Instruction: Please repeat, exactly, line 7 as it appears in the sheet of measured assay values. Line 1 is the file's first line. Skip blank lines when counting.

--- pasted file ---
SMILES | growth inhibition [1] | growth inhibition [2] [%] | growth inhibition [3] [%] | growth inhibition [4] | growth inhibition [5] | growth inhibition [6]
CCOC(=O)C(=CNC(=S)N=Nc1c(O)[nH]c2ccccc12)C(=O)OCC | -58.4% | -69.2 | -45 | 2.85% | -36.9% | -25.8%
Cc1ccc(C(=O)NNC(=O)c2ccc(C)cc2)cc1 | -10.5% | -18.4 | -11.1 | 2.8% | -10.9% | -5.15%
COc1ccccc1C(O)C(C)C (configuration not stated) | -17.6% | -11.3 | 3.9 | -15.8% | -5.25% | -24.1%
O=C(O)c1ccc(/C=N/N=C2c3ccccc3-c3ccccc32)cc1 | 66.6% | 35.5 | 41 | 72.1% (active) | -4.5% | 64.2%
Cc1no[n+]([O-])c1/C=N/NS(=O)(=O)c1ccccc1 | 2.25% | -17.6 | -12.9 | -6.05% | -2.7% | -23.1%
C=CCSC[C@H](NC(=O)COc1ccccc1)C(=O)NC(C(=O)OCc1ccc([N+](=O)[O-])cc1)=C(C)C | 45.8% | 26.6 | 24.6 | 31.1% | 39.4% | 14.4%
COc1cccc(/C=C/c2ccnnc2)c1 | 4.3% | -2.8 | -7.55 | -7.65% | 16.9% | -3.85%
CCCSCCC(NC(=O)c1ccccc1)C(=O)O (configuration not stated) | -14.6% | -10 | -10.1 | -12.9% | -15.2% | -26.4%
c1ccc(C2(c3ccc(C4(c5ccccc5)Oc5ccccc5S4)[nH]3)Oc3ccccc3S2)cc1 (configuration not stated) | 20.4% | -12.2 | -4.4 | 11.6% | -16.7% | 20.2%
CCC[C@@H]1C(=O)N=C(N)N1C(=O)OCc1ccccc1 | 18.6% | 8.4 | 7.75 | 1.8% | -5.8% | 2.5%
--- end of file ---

C=CCSC[C@H](NC(=O)COc1ccccc1)C(=O)NC(C(=O)OCc1ccc([N+](=O)[O-])cc1)=C(C)C | 45.8% | 26.6 | 24.6 | 31.1% | 39.4% | 14.4%